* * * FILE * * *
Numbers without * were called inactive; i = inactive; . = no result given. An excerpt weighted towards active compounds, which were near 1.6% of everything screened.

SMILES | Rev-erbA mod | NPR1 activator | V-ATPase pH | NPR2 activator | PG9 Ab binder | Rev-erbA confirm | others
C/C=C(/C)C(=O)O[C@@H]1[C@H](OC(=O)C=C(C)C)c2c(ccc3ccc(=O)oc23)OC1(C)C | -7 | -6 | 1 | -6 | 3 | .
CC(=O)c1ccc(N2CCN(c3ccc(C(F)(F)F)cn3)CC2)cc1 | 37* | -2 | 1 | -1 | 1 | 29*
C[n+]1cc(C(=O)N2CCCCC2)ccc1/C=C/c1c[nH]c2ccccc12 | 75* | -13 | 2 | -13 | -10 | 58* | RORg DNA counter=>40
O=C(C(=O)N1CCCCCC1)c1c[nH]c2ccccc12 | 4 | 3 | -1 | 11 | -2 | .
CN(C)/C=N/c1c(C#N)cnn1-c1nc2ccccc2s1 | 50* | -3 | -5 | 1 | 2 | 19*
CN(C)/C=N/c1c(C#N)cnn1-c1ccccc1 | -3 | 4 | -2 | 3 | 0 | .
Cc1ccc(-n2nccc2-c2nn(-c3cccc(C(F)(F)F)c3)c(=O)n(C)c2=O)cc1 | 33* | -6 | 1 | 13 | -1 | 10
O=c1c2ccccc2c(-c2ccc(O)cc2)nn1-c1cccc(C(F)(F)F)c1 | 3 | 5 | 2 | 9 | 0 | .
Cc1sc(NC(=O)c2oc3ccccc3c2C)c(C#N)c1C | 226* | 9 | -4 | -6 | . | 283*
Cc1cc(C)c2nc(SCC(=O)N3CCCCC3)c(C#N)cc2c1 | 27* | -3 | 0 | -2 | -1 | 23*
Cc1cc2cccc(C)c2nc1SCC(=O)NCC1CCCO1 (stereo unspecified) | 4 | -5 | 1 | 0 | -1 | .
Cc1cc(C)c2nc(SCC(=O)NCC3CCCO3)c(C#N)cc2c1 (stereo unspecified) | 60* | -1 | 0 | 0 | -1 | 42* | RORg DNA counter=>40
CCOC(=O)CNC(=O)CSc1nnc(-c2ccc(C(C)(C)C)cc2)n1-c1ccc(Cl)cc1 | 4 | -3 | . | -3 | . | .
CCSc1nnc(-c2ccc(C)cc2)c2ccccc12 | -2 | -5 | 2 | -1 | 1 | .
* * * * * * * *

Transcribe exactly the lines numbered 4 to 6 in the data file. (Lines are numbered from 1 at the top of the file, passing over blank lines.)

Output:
CC(=O)c1ccc(N2CCN(c3ccc(C(F)(F)F)cn3)CC2)cc1 | 37* | -2 | 1 | -1 | 1 | 29*
C[n+]1cc(C(=O)N2CCCCC2)ccc1/C=C/c1c[nH]c2ccccc12 | 75* | -13 | 2 | -13 | -10 | 58* | RORg DNA counter=>40
O=C(C(=O)N1CCCCCC1)c1c[nH]c2ccccc12 | 4 | 3 | -1 | 11 | -2 | .